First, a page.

For a long time the private insurance business did an a good job of providing health care to workers. But "fringe" benefits such as this are shrinking and becoming more expensive. Increasingly, more people are falling out of the pool. The result is more cost passed on to those who are covered, and less care to those who fall out. When are we going to realize that a change of approach is needed? We are no longer in the Pst WWII boom.

Public Option is the best way to go.


WoodKarina 1 year, 9 months ago

as Jesse said I didn't even know that a stay at home mom able to get paid $5067 in a few weeks on the computer. have you seen this page(Click on menu Home more information)


jayhawklawrence 1 year, 9 months ago

This past week the focus was on the Republican mantra of "repeal and replace" regarding health care and it becomes very clear that their idea of "replace" is only lip service and the Eric Cantor idea of a health care plan is total BS. I think that is not on opinion. It is a fact.

Sometimes it feels like we are up against an entrenched philosophical wall that has been long in the making which is much like a conspiracy against the American people.

The roots of this are surely found in front groups such as ALEC and the KOCH Brothers to name a few.

We need to make sure that they don't succeed in taking over this country as they have succeeded in shutting down our government.


Mike Ford 1 year, 9 months ago

gotland....I saw a town called Gotland in Sweden where my father just returned from. They have socialized medicine and railways and everything else. My father was able to ride sixty miles out from Stockholm to Sigtuna, Sweden on a train that went 110 miles an hour and covered that in less than half an hour. Remind me again like the Will McAvoy character on HBO's "Newsroom" what the Archie Bunker version of America is good at ? that's what I thought.....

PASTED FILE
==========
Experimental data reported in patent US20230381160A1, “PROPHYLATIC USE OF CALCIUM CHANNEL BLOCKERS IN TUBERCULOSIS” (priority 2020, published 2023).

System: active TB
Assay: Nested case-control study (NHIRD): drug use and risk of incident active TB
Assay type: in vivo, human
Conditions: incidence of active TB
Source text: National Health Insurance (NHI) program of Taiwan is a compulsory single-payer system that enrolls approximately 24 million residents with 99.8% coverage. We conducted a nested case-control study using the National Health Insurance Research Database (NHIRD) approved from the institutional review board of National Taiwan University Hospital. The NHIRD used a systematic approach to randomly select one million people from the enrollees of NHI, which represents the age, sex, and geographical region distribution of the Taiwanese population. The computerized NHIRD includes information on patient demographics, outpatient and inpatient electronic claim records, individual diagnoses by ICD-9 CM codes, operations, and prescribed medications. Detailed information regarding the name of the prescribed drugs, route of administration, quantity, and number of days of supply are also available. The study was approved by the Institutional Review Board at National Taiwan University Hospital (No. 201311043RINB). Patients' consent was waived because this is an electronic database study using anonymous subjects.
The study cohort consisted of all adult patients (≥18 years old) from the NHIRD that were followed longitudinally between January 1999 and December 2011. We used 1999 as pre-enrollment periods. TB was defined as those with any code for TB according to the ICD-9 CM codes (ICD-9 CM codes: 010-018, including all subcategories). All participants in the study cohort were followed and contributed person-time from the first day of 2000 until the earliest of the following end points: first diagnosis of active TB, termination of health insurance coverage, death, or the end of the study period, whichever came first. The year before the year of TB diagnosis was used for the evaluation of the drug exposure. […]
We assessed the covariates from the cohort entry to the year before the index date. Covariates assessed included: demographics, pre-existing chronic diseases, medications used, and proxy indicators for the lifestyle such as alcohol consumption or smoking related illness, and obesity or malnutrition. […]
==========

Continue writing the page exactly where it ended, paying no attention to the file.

JayhawkFan1985 1 year, 9 months ago

The GOP doesnt care about reality. The GOP is the party of big brother from the book 1984. The believe in Doublespeak. You remember...hate is love, war is peace, etc.


Bob Harvey 1 year, 9 months ago

Re: the question of being charged more if you do not have insurance. On the surface that is false, since practices normally only maintain one fee schedule (it would be far too cumbersome to manage more than that)

Are the bills to non-insured higher? Short answer yes, for the very reason given above. in another posters comments. Insurance companies have negotiated discounts with medical providers. Providers sign these agreements in the hope that participating with the various payers out there would bring in a larger volume of patients. For example, physicians will contract with Blue Cross of Kansas for the simple reason that a large percentage of their patients have Blue Cross insurance. So technically a non-insured patient receives the same bill as the insurance company does, but without the contractual discount is stuck with the total.